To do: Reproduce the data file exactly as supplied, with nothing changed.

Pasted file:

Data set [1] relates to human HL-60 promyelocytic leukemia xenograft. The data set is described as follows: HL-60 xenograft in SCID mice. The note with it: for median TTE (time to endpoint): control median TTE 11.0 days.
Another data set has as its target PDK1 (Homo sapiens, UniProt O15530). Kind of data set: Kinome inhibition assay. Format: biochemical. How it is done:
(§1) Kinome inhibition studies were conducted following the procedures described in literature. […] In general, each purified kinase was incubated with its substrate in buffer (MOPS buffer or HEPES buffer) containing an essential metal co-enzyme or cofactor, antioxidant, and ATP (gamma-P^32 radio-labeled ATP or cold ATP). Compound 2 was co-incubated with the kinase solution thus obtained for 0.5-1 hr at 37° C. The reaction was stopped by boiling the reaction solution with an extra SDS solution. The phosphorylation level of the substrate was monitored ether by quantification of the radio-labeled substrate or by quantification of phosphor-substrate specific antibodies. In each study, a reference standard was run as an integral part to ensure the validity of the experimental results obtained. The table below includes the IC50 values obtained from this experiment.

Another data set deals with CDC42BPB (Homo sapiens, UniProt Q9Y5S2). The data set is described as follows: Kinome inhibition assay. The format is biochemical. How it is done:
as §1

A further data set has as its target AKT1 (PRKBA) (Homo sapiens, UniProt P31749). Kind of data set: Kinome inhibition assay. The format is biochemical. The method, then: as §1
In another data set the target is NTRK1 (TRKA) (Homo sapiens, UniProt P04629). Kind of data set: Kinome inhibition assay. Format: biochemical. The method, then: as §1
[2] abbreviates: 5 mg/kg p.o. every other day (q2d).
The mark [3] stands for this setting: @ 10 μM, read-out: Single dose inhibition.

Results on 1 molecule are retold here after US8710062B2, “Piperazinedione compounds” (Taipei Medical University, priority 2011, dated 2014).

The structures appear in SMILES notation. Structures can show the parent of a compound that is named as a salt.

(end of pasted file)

Data set [1] relates to human HL-60 promyelocytic leukemia xenograft. The data set is described as follows: HL-60 xenograft in SCID mice. The note with it: for median TTE (time to endpoint): control median TTE 11.0 days.
Another data set has as its target PDK1 (Homo sapiens, UniProt O15530). Kind of data set: Kinome inhibition assay. Format: biochemical. How it is done:
(§1) Kinome inhibition studies were conducted following the procedures described in literature. […] In general, each purified kinase was incubated with its substrate in buffer (MOPS buffer or HEPES buffer) containing an essential metal co-enzyme or cofactor, antioxidant, and ATP (gamma-P^32 radio-labeled ATP or cold ATP). Compound 2 was co-incubated with the kinase solution thus obtained for 0.5-1 hr at 37° C. The reaction was stopped by boiling the reaction solution with an extra SDS solution. The phosphorylation level of the substrate was monitored ether by quantification of the radio-labeled substrate or by quantification of phosphor-substrate specific antibodies. In each study, a reference standard was run as an integral part to ensure the validity of the experimental results obtained. The table below includes the IC50 values obtained from this experiment.

Another data set deals with CDC42BPB (Homo sapiens, UniProt Q9Y5S2). The data set is described as follows: Kinome inhibition assay. The format is biochemical. How it is done:
as §1

A further data set has as its target AKT1 (PRKBA) (Homo sapiens, UniProt P31749). Kind of data set: Kinome inhibition assay. The format is biochemical. The method, then: as §1
In another data set the target is NTRK1 (TRKA) (Homo sapiens, UniProt P04629). Kind of data set: Kinome inhibition assay. Format: biochemical. The method, then: as §1
[2] abbreviates: 5 mg/kg p.o. every other day (q2d).
The mark [3] stands for this setting: @ 10 μM, read-out: Single dose inhibition.

Results on 1 molecule are retold here after US8710062B2, “Piperazinedione compounds” (Taipei Medical University, priority 2011, dated 2014).

The structures appear in SMILES notation. Structures can show the parent of a compound that is named as a salt.